The development of system-on-chip products requires some rethinking of the development process. The SoC designs for transport silicon for the telecommunications market carry with them a new degree of complexity that can stretch traditional chip development techniques to the breaking point. The telecom market segment also has been in flux to a great degree, so network equipment is evolving at a high rate of speed. This market turmoil creates a challenging environment for SoC teams, which must not only track the changes but often anticipate them as well.
In the specific example of our add/drop multiplexer-on-chip (AoC), the original version went straight into production and required no metal-mask changes. While this was an exceptional accomplishment, based on the evolving needs of the telecom market, we realized that we still needed to make a fundamental improvement in our ability to bring products to market. This resulted in the establishment of the breakthrough goal of six months from spec to tape for design variations of our SoC family.
Importantly, undertaking the highly complex AoC project in the United States in the face of outsourcing pressure from the investment community required that we make significant improvements in our processes in order to remain competitive. Indeed, we and our investors discussed locating a design team overseas in order to remove cost from the process. In evaluating this option we took many things into consideration such as the cost and availability of engineering talent, proximity of the design team to the markets we serve, the communication issues that surface with substantial time zone differences and the ability to bring products to market quickly.
Our conclusion at the end of this study was that we would continue to do our design work locally using the best and most experienced team we could build. The swing factors of this decision came down to time-to-market for our products and the need to ensure a high degree of quality over a sophisticated SoC development process. This decision was not without controversy, as the conventional wisdom is that you can save over 50 percent of your development costs by moving offshore.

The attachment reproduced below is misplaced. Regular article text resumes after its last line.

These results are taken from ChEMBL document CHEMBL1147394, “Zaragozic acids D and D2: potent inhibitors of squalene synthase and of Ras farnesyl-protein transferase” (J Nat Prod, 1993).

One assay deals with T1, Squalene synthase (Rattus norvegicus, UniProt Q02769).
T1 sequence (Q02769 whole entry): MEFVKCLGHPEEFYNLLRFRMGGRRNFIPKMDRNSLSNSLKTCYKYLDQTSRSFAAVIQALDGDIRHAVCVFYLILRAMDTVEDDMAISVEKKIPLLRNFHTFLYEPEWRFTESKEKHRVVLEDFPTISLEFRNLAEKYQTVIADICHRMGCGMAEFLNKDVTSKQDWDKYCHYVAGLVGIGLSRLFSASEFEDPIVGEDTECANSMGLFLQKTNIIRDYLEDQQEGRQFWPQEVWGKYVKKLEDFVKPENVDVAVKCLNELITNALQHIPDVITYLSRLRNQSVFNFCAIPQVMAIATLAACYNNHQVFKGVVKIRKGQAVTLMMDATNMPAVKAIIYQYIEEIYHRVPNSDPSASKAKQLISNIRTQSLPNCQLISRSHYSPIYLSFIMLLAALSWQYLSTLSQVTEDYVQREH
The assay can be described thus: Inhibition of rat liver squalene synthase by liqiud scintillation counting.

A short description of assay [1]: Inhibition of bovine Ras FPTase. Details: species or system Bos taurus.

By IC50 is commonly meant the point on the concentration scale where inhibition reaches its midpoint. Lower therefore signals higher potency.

Our belief in the ability of a seasoned team to consistently create design breakthroughs was a key consideration. That said, however, innovation is not limited to the design function. We believe that there is a substantial advantage to be gained through process innovation as well.
Over the years, the team has developed an analytic process discipline that involves a retrospective view of SoC development. This involves collecting information on individual products and pieces flowing into the development and a postpartum analysis (we prefer this term to post-mortem) to understand how our tools performed and where we spent our time.
A critical learning point for us is that faster time-to-market involves looking at the entire process and not just the design phase. For example, with system-level or SoC products, the verification process becomes a significant part of the overall schedule.
With this in mind we set the following goals: